Our mindsets – the lenses through which we perceive the world – shape both individual and organizational behaviors. Mindsets inform the questions we ask and therefore what answers are available to us.
At the SAP Signavio Business Process Transformation Forum last month in Orlando, we heard a lot about the “process-centric mindset” as a way to discover new solutions to old problems and provide clarity amid complexity. The mix of business and technology and of thought leaders and practitioners delivered a cocktail of ideas, insights, questions, and prognostications that reminded attendees of the value of an in-person event.
The moments of insight seem painfully simple and obvious in retrospect. But simple is not the same as easy, and so here are top takeaways from the forum.
Time to Value: 14 Minutes
SAP Signavio Co-General Managers Gero Decker and Rouven Morato have strong feelings about process transformation. Speed, value, and experience are the pillars of process transformation success, so they decided to show just how quickly customers can achieve value. In less than 14 minutes — the average time to value for SAP Signavio Process Insights — the demo team was able to connect and analyze a live customer database, generate a model, and propose steps for improvement.
Simply mapping a process for the first time allows everyone to see the flows and interconnectivities of how work gets done. It also highlights how optimization in one area impacts other systems and can diminish the experience for other teams downstream in the process. Add in the ability to identify bottlenecks and redundancies — and, more importantly, tailored suggestions for highest impact changes — and people start to get excited.
Process Software Is Not Process Knowledge
SAP Signavio executive Colleen Speer hosted a lively discussion with thought leaders Dr. Mathias Kirchmer of BPM-D and McKinsey Partner Darwin Deano. Part of that conversation included a reminder that business process knowledge is not the same as deploying business process management software.
Functional leaders — CFOs, CHROs, CPOs — understand how work should get done and own their processes. As the discipline of process transformation evolves, more and more companies are looking to process management software to help them standardize, harmonize, and optimize processes across their organizations.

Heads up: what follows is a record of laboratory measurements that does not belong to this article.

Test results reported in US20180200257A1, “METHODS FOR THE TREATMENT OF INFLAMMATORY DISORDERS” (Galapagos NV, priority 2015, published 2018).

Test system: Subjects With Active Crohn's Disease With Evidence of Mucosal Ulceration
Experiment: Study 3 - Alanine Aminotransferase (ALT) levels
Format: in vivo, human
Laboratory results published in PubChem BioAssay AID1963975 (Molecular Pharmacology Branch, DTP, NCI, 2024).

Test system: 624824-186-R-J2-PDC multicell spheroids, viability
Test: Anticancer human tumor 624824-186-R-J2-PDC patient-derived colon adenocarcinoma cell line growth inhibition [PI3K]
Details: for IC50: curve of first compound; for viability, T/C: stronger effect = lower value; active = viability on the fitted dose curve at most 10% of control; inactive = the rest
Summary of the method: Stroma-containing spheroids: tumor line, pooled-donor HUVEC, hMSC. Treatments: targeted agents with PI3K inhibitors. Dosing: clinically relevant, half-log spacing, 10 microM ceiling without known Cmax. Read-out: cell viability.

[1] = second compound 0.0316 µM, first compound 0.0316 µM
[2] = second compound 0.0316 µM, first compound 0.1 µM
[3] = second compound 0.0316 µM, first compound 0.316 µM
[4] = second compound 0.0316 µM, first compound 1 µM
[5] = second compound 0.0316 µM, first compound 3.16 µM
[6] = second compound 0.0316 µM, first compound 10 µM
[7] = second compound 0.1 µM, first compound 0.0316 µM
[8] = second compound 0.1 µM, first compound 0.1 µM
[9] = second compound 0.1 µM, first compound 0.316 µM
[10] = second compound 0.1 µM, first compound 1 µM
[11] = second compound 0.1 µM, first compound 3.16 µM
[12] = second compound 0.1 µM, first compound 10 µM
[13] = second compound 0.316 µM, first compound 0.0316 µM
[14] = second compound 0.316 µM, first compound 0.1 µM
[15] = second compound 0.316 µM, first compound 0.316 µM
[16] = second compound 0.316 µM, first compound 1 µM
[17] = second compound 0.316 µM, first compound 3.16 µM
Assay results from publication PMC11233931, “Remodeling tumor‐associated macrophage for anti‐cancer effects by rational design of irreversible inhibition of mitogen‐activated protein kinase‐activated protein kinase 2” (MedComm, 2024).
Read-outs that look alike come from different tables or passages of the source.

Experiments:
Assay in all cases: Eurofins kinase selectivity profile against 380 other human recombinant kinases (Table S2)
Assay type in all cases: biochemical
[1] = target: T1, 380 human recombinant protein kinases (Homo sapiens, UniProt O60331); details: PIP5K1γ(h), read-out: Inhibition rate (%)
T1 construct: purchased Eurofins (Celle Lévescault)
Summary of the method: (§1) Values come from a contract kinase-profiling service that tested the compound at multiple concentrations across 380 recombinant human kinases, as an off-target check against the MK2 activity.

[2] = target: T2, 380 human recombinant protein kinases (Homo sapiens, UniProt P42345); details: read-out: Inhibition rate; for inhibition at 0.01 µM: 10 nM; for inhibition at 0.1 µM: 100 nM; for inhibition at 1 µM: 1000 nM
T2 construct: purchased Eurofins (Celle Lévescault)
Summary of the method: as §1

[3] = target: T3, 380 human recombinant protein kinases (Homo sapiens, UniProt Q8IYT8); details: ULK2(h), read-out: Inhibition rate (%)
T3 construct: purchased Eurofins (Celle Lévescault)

Both speakers warned against the misperception that process knowledge is less important in automated systems, arguing that automation fragments process knowledge, effectively outsourcing it. Successful organizations are setting themselves apart by encouraging their leaders to keep actual process knowledge alive, because the organization’s ability to evolve depends on it. It is not an either-or-decision; true success needs both.
Change Is a Lifestyle
There is no doubt that we are living in a time of increased volatility, and that success depends on a company’s ability to adjust behaviors quickly and without friction when confronted with changing markets. Change is not just about having a flexible technology infrastructure. Businesses are made up of people and no change will happen if they aren’t ready and willing.
Under the right circumstances, people can be quite good at change; after all, our species is the most adaptable on the planet. Articulating clear goals, openly soliciting input, establishing transparent communication channels, and evaluating the impact of changes on people can help create the necessary climate of adaptability.
Processes Generate Data
Over the past decades, data has rightly become a highly prized asset. Companies that effectively harness data often outcompete others in their industry. C-suites everywhere run on data-driven dashboards that track key performance indicators (KPIs), turning an alarming red or a soothing green depending on circumstance. That data comes from processes generated by the day-to-day activities of getting work done. If a KPI improves and you want to replicate that improvement, look for changes in the processes that generated the data.
In It Together
A process mindset makes it clear that everything an organization does is interconnected — the ripples of any change travel far. The inherent challenge then is to create positive waves of change that not only improve the bottom line, but also increase customer and employee satisfaction.
Based on the engagement in Orlando, many in the process-driven community are passionately dedicated to elevating the discipline from the ranks of mere regulatory compliance. With a process mindset, organizations can develop agility and resilience, give business leaders a pathway for connecting strategy to execution, and provide clarity amid complexity.
Expertise is always engaging and curious minds are a delight, but it’s not every day that you get to witness a collective shift in mindset.
To dive deeper into what process transformation can do, watch replays from the Orlando forum or register for the SAP Signavio Business Process Transformation Forum in Berlin, Germany, November 9-10, 2022.